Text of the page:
Logging in Tasmania’s wilderness
The Styx Valley Forest is a pristine wilderness in south western Tasmania. It is home to the tallest hardwood trees in the world averaging over 80 metres. It is a unique ecosystem unlike any other. Many of the trees are over 400 years old. In 1996 only around 13% of these trees remain. A large area of south western Tasmania's pristine wilderness is world heritage and is therefore protected. Unfortunately the Styx Valley falls just outside the South West National Park and it is now under attack from logging companies.
The logging companies clear fell such areas in Tasmania and burn any remnant vegetation once they have removed any timber considered of value. The high quality timbers that are then removed are reduced to nothing more than wood chips that are then exported mainly to Japan.
From this rape and pillage of Tasmania's previously untouched, pristine landscape, Tasmania receives only AUD$10 per ton of woodchips. Reference : http://weblog.greenpeace.org/tasmania/
GLOBAL RESCUE STATION,generation 1 [existing]
In an attempt to halt the clear felling of the Styx Valley a large group of activists formed human barricades to stop the entry of bulldozers and log trucks. The centre piece to the activists protest is the GLOBAL RESCUE STATION [GRS] perched within the canopy of a grand old Styxgum fondly named Gandalf. The GRS has been manned by numerous local and international activists since November 12, 2003. Made simply from 2 simple platforms suspended by rope from the branches of Gandalf The GRS has been the centre piece of the tactics employed by the activists.
- to have a visible protest presence within the forest.
- provide a structure that, once manned, authorities would be reluctant [if not powerless] to remove.
-Through its manned presence it not only protects Gandalf but furthermore it protects a large area because if any surrounding trees were felled they may damage the GRS or Gandalf thereby endangering those activists present.
Now, with winter looming, the platform is being removed.
The proposed GRS Generation 2 protest structure is a more permanent and more drastic level of direct environmental protection.
GLOBAL RESCUE STATION,generation 2 [proposed]
GRS Generation 2 is a conceptual investigation that extrapolates the
tactics employed by GRS generation 1.
GRS gen2 is designed to:
- spread its load over three trees, rather than the canopy of a single tree, thereby protecting a number of trees per structure.
- provide a structure to protect activists from the potentially threatening winter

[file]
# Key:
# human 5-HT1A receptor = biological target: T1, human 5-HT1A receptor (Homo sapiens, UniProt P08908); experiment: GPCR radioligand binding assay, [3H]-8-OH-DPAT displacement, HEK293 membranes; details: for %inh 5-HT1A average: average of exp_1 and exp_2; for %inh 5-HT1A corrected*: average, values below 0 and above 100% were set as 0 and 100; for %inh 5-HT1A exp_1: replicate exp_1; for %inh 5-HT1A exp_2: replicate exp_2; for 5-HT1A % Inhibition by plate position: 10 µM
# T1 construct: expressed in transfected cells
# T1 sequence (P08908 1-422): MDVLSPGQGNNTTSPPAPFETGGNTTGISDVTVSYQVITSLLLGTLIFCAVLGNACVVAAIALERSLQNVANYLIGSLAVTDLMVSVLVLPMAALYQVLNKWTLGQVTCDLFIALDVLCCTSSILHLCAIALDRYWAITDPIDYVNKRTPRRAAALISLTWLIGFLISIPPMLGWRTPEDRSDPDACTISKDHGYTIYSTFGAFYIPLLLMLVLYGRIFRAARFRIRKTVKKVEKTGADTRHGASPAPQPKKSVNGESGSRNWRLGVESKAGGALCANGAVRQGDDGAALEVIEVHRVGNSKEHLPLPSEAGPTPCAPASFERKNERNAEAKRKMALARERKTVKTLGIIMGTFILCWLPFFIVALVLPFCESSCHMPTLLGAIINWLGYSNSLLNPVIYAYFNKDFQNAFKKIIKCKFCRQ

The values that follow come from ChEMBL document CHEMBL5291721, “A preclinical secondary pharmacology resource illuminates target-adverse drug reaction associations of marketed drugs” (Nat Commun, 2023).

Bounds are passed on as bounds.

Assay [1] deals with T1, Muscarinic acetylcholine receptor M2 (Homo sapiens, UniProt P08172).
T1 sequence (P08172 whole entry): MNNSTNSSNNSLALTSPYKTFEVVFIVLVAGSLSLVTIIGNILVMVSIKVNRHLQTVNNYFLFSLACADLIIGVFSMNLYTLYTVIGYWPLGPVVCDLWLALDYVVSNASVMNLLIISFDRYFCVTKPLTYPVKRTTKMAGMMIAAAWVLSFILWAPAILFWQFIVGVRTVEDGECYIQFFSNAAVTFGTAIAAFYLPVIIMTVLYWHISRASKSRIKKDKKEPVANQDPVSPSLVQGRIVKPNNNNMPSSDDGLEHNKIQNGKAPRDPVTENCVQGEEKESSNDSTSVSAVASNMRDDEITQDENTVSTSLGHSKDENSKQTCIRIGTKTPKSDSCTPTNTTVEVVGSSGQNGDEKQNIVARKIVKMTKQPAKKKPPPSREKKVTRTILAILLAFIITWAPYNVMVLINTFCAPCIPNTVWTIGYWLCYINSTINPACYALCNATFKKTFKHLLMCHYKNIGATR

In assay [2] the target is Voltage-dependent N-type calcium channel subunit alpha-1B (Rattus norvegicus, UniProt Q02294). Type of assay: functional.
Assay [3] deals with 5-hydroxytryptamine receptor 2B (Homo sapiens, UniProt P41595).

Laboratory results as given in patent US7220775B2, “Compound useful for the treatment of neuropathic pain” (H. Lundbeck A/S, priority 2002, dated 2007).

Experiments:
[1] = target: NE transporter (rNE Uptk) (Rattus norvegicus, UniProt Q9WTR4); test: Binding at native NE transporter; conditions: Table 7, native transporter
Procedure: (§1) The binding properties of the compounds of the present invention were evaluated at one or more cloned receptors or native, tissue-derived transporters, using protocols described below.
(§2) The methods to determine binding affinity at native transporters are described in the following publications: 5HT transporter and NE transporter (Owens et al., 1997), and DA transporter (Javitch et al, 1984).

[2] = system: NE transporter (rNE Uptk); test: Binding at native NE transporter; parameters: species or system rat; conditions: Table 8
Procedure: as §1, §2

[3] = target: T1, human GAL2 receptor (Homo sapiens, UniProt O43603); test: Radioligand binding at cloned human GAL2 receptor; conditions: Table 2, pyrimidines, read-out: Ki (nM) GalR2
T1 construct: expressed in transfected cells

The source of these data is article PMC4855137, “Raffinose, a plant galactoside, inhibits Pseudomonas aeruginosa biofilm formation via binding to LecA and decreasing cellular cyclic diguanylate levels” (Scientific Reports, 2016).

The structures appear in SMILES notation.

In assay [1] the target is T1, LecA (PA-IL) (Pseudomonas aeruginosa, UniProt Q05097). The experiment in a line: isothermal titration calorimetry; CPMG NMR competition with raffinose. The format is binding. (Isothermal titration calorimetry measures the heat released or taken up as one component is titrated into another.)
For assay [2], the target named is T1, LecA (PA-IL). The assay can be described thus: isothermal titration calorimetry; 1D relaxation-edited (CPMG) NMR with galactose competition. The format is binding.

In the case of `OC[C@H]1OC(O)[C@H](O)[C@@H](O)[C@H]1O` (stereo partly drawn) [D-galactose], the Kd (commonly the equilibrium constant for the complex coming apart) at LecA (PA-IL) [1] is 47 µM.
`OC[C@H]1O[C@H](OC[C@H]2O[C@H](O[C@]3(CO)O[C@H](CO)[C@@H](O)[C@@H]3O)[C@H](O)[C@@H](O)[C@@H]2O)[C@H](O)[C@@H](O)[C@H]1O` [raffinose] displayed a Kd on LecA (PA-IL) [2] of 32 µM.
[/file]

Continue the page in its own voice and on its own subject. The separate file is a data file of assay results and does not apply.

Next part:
A bike for less than $US35
Aka : One less car
The OLC bike is a very simple, cheap, “one size fits all” plywood bicycle for the mass market. The materials are all cheap and easily available and, importantly the materials are all recyclable or recycled. OLC is quickly assembled through the use of CNC technology. The majority of elements are glued rather than mechanically fixed, providing the bike with incredible strength from modest materials.
The target market is the mass market. The price of the bike [$US35] makes it almost a disposable item and a disposable solution for our cities transportation problems. It is imagined that a company like IKEA with a loyal market looking for well designed quick and cheap solutions for everyday living could produce and sell substantial quantities of OLC using technologies already in place.
OLC has reduced the modern bicycle to its bare bones. Constructed from plywood the bike is cheap and easily constructed. The bike has only 2 gears. The gears, chain, cogs, brakes and lights are all concealed within the ply webs of the bike carcass.
Ever wanted to live in the penthouse every now and then?
Want to get away from your annoying neighbour with the big stereo and bad music taste?
Want to have a party without disturbing others?
You want a different view every now and then?
Corb V2.0 gives you the opportunity.
In Towards a New Architecture Le Corbusier wrote about the new epoch of housing he saw as intrinsic to the modern technological achievements of man. It was the machine that would make a better world. Through density, housing would not only be cheaper, but far better.
“The problem of the house is a problem of the epoch. The equilibrium of society today depends upon it. Architecture has for its first duty, in this period of renewal, that of bringing about a revision of values, a revision of the constituent elements of the house.”
Like Corbusier, we love machines, but let’s not turn the house into the machine, rather let’s use the machine to erode social hierarchy and flatten real estate economics.
Corb V2.0 takes well-designed apartments [rather than badly scaled containers] and uses modern infrastructure to deal with the areas where apartment blocks fail, ie; social hierarchy and lack of adaptability or responsiveness. Through the mobility afforded by shipping equipment, the utopian ideal is once more subverted back to a housing solution, which Corbusier dreamt of back in ‘23.
Within Corb V2.0 spatial hierarchies, traditionally determined by wealth, and the implied status these evoke, are dissolved, real estate values become flattened and a new lifestyle alternative [already adopted in mobile technologies such as phones and laptops] begins to emerge in housing.
The mobility that Corb V2.0 allows also gives the residents an unprecedented degree of control over their social environment; the programmable stacker establishes a feedback loop of user’s responses to density, orientation and height. This is fuzzy logic on a grand scale.
Corbusier said that houses should be machines for living: we think that houses should be robots. Say hi to Corb V2.0.